This shot was another single long exposure taken back at the volunteer camp in Kwa-Zulu-Natal and was a good lesson in how light can impact the shot.  Light painting the foreground (which essentially means shining a torch on it for a second or two) can work for or against your, depending on other light in the area.

Star Shots

It didn’t take long for my patience to be challenged with star trails, mainly because I was becoming aware of my time in South Africa coming to an end.  This inspired me to spend more time experimenting with high ISO/30 second exposure shots, primarily to capture the Milky Way.  It also didn’t take long for this to become my favourite way to capture the night skies.  30 second exposures meant I could try different a number of different compositions instead of needing an hour for one shot.  It also meant accidental torchlight, bumped tripods or incorrect settings only lost me a couple of minutes instead of most of the evening!

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(Canon 5D II, 17mm, ISO 6400, F/4, 38 secs, noise reduction on)

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(Canon 5D II, 17mm, ISO 6400, F/4.5, 33 secs, noise reduction on)

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(Canon 5D II, 20mm, ISO 6400, F/4, 28 secs, noise reduction on)

Alone Without Being Lonely

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(Canon 5D II, 17mm, ISO 6400, F/4, 29 secs, noise reduction on)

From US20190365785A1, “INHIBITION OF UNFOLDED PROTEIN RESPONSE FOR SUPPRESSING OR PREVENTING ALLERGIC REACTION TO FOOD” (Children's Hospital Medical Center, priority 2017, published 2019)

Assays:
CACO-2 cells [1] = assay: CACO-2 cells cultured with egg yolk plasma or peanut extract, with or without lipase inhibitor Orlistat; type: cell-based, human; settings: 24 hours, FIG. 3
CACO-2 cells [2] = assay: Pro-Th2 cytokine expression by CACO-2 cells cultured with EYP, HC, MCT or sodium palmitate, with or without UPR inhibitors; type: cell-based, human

This is one of my favourite photographs from the Drakensberg weekend, not only because of the photograph itself, but the background to capturing it.  We had tried, as a group, to photograph a star trail earlier in the evening.  But a curious security guard with a strong torch and a road we didn’t see until the first of many cars drove along it, meant our efforts became futile.  The 12 hour hike we’d completed earlier that day, the BBQ we’d just finished sitting in our stomachs and making us sleepy, the cold wind and the unsuccessful star trail hour encouraged most people to head to bed.  But I was stubborn and decided to look for another location and in addition to this shot, attempted a star trail.  I found myself sitting alone, wondering if the rustling bushes was one of the baboons we’d seen earlier in the day, staring up at the sky knowing it was the same sky being gazed upon all over the world.  It was one of those peaceful moments in life where simplicity creates a magical moment.